[an error occurred while processing this directive]
BBC News
watch One-Minute World News
Last Updated: Friday, 14 January, 2005, 18:23 GMT
Straw to attend Auschwitz service
Children behind barbed wire at Auschwitz death camp
Altogether, some six million Jews were killed in the Holocaust
Foreign Secretary Jack Straw will visit Auschwitz for the 60th anniversary of the former Nazi concentration camp's liberation, it has been announced.

Prince Edward will also join the UK delegation in Poland for National Holocaust Memorial Day on 27 January.

Between 1.1 and 1.5 million people, mainly Jews, were killed at Auschwitz.

The Tories said they were glad Mr Straw had been "shamed" into going, having earlier criticised the decision to send a lower-ranking official.

Shadow Foreign Secretary Michael Ancram said: "I am glad the foreign secretary has finally been shamed into representing Britain at this important act of commemoration.

"Once again this government has shown crass insensitivity until it has been forced by public opinion into doing what it should have done in the first place."

THE HOLOCAUST
The Nazis' final assault on the Jews from 1933-1945
Estimated 15m civilians killed by regime
6m Jews murdered
1942: Gas chambers built at Birkenau concentration camp, mass transports begin
Majority who arrive gassed immediately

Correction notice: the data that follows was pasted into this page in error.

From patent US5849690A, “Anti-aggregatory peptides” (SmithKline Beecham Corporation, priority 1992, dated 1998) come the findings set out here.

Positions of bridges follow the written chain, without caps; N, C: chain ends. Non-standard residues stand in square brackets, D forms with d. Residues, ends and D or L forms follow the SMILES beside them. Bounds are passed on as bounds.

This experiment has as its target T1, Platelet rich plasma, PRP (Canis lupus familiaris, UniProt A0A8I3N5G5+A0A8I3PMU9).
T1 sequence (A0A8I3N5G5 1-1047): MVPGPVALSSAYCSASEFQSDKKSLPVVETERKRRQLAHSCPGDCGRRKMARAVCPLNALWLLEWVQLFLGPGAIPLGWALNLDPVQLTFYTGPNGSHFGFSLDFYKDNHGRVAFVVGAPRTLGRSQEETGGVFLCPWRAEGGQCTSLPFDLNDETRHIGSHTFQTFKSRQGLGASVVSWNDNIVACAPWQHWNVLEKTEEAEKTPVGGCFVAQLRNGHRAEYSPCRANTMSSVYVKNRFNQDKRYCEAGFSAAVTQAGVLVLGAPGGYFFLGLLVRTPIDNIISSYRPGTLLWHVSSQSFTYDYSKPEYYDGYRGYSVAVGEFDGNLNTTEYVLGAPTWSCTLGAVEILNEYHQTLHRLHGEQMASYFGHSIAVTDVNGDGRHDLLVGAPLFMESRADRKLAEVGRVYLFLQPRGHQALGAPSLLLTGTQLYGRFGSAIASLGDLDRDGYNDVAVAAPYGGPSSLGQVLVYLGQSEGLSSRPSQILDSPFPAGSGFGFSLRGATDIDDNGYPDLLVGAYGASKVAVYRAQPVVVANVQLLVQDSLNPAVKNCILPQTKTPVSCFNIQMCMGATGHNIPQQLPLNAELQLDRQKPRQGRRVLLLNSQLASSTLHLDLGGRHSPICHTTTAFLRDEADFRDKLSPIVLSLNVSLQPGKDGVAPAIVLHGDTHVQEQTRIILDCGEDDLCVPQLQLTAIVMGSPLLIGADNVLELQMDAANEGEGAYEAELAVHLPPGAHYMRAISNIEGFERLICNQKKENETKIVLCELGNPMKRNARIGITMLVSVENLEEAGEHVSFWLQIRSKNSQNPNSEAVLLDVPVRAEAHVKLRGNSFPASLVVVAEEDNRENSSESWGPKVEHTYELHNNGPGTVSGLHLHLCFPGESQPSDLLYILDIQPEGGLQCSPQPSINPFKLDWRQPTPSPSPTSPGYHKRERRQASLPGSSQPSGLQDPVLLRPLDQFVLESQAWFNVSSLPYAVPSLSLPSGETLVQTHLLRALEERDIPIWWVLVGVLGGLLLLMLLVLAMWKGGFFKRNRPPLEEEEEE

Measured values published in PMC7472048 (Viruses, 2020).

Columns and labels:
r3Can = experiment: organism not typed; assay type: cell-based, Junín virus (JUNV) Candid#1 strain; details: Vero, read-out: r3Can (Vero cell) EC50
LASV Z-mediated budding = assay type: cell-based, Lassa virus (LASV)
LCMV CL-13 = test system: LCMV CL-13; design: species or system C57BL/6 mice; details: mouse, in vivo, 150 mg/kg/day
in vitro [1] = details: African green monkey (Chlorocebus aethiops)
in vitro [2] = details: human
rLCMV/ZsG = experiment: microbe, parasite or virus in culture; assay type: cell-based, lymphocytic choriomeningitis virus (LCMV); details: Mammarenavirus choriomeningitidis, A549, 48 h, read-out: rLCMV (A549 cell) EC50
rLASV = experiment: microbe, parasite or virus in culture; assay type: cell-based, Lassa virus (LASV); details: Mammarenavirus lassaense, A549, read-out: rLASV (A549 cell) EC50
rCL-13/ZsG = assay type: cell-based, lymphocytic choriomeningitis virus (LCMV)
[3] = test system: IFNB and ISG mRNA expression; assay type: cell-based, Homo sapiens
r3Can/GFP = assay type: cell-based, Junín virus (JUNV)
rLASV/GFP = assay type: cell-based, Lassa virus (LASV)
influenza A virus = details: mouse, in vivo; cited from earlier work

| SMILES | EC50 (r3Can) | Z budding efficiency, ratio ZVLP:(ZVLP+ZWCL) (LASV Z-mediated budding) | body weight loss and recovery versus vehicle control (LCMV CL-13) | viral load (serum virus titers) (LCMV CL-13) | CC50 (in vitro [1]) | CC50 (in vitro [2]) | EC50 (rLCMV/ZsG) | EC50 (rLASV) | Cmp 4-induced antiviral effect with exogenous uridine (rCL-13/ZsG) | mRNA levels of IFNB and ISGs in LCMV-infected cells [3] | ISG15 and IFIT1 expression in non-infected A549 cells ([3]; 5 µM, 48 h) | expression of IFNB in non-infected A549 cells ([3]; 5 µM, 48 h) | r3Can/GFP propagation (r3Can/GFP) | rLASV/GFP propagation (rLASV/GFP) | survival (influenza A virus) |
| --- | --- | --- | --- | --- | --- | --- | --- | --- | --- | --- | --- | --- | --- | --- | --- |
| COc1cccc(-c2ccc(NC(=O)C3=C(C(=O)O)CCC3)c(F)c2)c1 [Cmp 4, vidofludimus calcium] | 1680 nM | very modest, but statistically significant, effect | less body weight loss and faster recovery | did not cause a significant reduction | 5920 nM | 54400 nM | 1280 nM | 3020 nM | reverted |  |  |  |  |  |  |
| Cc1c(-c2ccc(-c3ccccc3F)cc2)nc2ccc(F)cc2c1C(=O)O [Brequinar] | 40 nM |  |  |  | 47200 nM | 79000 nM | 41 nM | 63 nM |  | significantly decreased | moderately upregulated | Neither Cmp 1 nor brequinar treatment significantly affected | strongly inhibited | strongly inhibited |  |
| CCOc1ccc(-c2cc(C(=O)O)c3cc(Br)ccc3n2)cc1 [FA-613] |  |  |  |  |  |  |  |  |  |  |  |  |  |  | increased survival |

About 900,000 gassed at Birkenau
Over 1.1m died at Auschwitz-Birkenau and its sub-camps
1m of them were Jewish

In Britain, the Queen and Prince Philip will lead the nation's commemoration at a service in Westminster Hall, London.

The Queen will also host a reception for holocaust survivors at St James's Palace.

Altogether, some six million people, mainly Jews, perished in the Holocaust.

The Queen's grandson, Prince Harry, sparked outrage earlier this week after photographs of him wearing a Nazi uniform at a costume party emerged.

The prince, 20, apologised, but critics have called for him to go to Auschwitz for the commemoration of the Soviets' 1945 liberation of the camp.

Prince Harry should see for himself "the results of the hated symbol he so foolishly and brazenly chose to wear", Rabbi Marvin Hier, founder of Jewish human rights group the Simon Wiesenthal Center said.





SEE ALSO:
'Harry should listen to my story'
13 Jan 05 |  Magazine
Horrors of Auschwitz remembered
11 Jan 05 |  Scotland


RELATED BBC LINKS:

RELATED INTERNET LINKS:
The BBC is not responsible for the content of external internet sites


PRODUCTS AND SERVICES

News Front Page | Africa | Americas | Asia-Pacific | Europe | Middle East | South Asia
UK | Business | Entertainment | Science/Nature | Technology | Health
Have Your Say | In Pictures | Week at a Glance | Country Profiles | In Depth | Programmes
Americas Africa Europe Middle East South Asia Asia Pacific